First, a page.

The European elections are just around the corner.
What normally happens is this: every five years, a small number of people stand for European Parliament, where they sit for five years. Rather like a dull game of musical chairs.
To make it more interesting, they get outside judges (the “electorate”) to vote for them.
Unfortunately, given the decline in voter interest over the last few years, the mandarins of the Brussels courts have determined that we need “change we can believe in” and have implemented an ambitious plan to boost electoral participation by “jazzing things up” a bit.
Berlaymonster can announce that from next week, all wannabe MEPs (from now rechristened “mepstars”) will have to audition in front of a live studio audience, and three celebrity judges.
The judges are still to be confirmed, but the current shortlist includes Silvio Berlusconi, Dana International, Katie Price aka “Jordan” and Neil Kinnock (who used to work in Brussels).
The mepstars in waiting will have to perform six simple tasks, including one ventriloquism act, one musical number as chosen by their political rivals, a recital of the Treaty of Rome, three- or four-ball juggling, basic accountancy and a “Crystal Maze” style puzzle based on the interinstitutional decision-making procedures.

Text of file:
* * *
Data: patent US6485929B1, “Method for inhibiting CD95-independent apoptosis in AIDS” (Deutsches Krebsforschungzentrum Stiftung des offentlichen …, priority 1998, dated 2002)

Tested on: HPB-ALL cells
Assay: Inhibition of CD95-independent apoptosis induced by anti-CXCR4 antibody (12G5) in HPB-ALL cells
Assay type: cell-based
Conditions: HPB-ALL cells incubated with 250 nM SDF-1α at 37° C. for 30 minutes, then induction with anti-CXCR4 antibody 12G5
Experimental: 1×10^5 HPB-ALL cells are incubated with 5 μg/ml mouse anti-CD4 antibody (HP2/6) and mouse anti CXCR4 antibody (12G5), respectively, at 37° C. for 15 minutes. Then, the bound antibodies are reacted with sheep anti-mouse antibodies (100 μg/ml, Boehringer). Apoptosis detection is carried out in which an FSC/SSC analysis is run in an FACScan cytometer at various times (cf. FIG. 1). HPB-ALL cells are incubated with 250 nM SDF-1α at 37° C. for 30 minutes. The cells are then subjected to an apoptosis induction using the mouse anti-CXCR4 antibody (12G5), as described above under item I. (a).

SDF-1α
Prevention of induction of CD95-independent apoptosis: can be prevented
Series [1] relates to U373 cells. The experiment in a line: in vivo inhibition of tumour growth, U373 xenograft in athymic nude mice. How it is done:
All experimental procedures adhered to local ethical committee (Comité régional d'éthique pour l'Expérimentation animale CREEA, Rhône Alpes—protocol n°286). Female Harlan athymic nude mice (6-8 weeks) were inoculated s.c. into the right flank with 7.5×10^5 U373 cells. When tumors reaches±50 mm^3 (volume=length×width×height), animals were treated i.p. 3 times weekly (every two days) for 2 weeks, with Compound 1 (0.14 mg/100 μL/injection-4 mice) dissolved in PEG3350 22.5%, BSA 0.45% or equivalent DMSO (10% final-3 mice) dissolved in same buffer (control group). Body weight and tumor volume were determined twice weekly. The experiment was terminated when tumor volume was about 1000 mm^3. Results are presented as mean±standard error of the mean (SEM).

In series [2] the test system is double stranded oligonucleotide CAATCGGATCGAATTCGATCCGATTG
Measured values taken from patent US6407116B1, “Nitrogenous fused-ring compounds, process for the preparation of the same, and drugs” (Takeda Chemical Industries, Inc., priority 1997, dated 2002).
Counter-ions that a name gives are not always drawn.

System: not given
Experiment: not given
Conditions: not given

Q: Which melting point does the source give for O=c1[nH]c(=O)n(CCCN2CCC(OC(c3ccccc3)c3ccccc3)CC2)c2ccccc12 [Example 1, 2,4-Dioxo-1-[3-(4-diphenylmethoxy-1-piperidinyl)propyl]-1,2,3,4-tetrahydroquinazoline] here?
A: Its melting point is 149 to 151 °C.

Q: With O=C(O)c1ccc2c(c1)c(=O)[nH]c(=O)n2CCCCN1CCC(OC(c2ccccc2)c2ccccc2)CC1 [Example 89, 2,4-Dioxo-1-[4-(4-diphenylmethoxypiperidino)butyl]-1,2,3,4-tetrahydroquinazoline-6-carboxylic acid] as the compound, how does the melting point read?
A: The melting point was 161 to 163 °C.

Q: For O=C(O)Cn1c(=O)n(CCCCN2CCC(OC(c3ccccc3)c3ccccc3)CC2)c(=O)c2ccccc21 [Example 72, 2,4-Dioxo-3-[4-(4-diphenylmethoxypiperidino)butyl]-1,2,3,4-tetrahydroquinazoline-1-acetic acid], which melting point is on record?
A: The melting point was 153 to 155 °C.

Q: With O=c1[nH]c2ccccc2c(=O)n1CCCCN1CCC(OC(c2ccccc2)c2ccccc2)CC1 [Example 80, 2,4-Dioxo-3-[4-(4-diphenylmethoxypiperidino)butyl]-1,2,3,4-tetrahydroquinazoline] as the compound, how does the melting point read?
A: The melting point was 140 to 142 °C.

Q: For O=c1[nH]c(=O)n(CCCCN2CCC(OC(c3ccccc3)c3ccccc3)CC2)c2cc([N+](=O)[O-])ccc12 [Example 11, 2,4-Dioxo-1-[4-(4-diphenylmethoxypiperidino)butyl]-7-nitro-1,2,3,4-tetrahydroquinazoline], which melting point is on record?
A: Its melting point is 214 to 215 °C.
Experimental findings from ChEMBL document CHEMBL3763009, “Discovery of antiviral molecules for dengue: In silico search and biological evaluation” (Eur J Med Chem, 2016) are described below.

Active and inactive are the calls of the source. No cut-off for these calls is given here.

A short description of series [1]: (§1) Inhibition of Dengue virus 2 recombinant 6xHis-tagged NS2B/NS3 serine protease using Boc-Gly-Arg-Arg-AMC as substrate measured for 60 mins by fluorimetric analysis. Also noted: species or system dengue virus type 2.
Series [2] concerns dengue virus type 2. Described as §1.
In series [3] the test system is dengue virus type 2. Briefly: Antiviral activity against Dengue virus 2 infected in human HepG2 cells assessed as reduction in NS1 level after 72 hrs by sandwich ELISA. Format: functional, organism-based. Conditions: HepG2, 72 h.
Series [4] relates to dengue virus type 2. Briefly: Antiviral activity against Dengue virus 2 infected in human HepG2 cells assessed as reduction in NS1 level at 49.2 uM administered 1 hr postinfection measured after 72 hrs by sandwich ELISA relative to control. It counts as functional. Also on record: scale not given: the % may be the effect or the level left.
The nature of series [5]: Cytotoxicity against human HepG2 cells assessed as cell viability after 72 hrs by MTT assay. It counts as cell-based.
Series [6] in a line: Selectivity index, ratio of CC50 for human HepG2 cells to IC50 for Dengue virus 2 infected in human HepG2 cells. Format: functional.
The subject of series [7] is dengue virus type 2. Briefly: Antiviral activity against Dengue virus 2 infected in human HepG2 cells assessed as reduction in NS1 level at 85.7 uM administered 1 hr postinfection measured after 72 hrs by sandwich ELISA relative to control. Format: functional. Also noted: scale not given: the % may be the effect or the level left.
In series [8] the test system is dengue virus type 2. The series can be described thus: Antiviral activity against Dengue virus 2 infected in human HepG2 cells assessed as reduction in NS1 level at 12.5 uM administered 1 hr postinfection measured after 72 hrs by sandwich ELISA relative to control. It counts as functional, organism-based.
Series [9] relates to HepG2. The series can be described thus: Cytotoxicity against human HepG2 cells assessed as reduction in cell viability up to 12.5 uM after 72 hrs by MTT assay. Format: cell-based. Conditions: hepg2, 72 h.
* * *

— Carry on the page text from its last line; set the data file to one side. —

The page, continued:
The competition, which including heats, semi-finals and finals, is slated to last no longer than eight months, and the 785 winners, will take their seats as soon as their contracts and sponsorship deals have been signed.
It is hoped that the new format will bring new voters to play, particularly in the Brussels region, where despite their being quite a lot of expats who know quite a lot about European politics, only 4% have bothered to registered to vote in the European elections.
In other news, New Europe has identified the main suspects in the riddle of the Berlaymont Blazes, and Kim Bah Lee gives a geopolitical history of the EU’s smallest member through the medium of the Eurovision Song Contest.